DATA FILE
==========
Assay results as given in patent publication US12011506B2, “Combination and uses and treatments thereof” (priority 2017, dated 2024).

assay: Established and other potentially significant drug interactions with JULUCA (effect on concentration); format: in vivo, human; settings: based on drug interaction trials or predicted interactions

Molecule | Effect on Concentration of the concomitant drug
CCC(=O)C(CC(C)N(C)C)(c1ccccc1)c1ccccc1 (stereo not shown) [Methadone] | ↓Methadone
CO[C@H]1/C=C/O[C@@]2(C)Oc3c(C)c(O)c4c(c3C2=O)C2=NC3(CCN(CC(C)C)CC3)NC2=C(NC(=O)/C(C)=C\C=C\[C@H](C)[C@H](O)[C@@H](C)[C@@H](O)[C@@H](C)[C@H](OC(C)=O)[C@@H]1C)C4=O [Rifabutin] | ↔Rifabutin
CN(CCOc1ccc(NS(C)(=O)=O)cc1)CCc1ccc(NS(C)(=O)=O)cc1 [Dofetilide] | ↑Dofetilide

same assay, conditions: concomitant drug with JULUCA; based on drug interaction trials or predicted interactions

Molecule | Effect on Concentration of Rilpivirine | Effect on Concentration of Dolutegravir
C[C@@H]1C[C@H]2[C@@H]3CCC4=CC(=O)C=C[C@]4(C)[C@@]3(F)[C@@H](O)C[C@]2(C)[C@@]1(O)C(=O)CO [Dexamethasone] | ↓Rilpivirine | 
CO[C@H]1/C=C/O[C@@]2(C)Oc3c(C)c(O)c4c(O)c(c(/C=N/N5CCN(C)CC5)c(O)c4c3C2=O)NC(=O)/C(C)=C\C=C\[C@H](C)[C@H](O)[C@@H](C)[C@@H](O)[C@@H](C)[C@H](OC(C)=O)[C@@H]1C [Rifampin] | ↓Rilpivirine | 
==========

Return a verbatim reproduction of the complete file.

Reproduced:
Assay results as given in patent publication US12011506B2, “Combination and uses and treatments thereof” (priority 2017, dated 2024).

assay: Established and other potentially significant drug interactions with JULUCA (effect on concentration); format: in vivo, human; settings: based on drug interaction trials or predicted interactions

Molecule | Effect on Concentration of the concomitant drug
CCC(=O)C(CC(C)N(C)C)(c1ccccc1)c1ccccc1 (stereo not shown) [Methadone] | ↓Methadone
CO[C@H]1/C=C/O[C@@]2(C)Oc3c(C)c(O)c4c(c3C2=O)C2=NC3(CCN(CC(C)C)CC3)NC2=C(NC(=O)/C(C)=C\C=C\[C@H](C)[C@H](O)[C@@H](C)[C@@H](O)[C@@H](C)[C@H](OC(C)=O)[C@@H]1C)C4=O [Rifabutin] | ↔Rifabutin
CN(CCOc1ccc(NS(C)(=O)=O)cc1)CCc1ccc(NS(C)(=O)=O)cc1 [Dofetilide] | ↑Dofetilide

same assay, conditions: concomitant drug with JULUCA; based on drug interaction trials or predicted interactions

Molecule | Effect on Concentration of Rilpivirine | Effect on Concentration of Dolutegravir
C[C@@H]1C[C@H]2[C@@H]3CCC4=CC(=O)C=C[C@]4(C)[C@@]3(F)[C@@H](O)C[C@]2(C)[C@@]1(O)C(=O)CO [Dexamethasone] | ↓Rilpivirine | 
CO[C@H]1/C=C/O[C@@]2(C)Oc3c(C)c(O)c4c(O)c(c(/C=N/N5CCN(C)CC5)c(O)c4c3C2=O)NC(=O)/C(C)=C\C=C\[C@H](C)[C@H](O)[C@@H](C)[C@@H](O)[C@@H](C)[C@H](OC(C)=O)[C@@H]1C [Rifampin] | ↓Rilpivirine | 